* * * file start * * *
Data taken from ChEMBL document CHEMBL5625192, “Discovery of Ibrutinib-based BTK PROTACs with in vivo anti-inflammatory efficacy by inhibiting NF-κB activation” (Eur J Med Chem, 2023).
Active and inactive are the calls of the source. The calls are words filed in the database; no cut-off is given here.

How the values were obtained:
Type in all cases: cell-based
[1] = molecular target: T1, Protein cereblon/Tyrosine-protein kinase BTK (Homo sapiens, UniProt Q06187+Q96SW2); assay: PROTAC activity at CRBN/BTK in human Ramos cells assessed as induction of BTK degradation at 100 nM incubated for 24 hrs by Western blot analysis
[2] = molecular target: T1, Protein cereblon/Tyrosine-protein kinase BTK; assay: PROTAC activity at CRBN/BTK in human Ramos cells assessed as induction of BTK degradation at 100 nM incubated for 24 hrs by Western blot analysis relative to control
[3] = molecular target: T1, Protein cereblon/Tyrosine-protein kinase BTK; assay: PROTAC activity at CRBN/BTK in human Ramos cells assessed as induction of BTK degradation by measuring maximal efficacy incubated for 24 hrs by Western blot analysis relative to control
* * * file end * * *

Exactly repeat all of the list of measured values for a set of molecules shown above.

Data taken from ChEMBL document CHEMBL5625192, “Discovery of Ibrutinib-based BTK PROTACs with in vivo anti-inflammatory efficacy by inhibiting NF-κB activation” (Eur J Med Chem, 2023).
Active and inactive are the calls of the source. The calls are words filed in the database; no cut-off is given here.

How the values were obtained:
Type in all cases: cell-based
[1] = molecular target: T1, Protein cereblon/Tyrosine-protein kinase BTK (Homo sapiens, UniProt Q06187+Q96SW2); assay: PROTAC activity at CRBN/BTK in human Ramos cells assessed as induction of BTK degradation at 100 nM incubated for 24 hrs by Western blot analysis
[2] = molecular target: T1, Protein cereblon/Tyrosine-protein kinase BTK; assay: PROTAC activity at CRBN/BTK in human Ramos cells assessed as induction of BTK degradation at 100 nM incubated for 24 hrs by Western blot analysis relative to control
[3] = molecular target: T1, Protein cereblon/Tyrosine-protein kinase BTK; assay: PROTAC activity at CRBN/BTK in human Ramos cells assessed as induction of BTK degradation by measuring maximal efficacy incubated for 24 hrs by Western blot analysis relative to control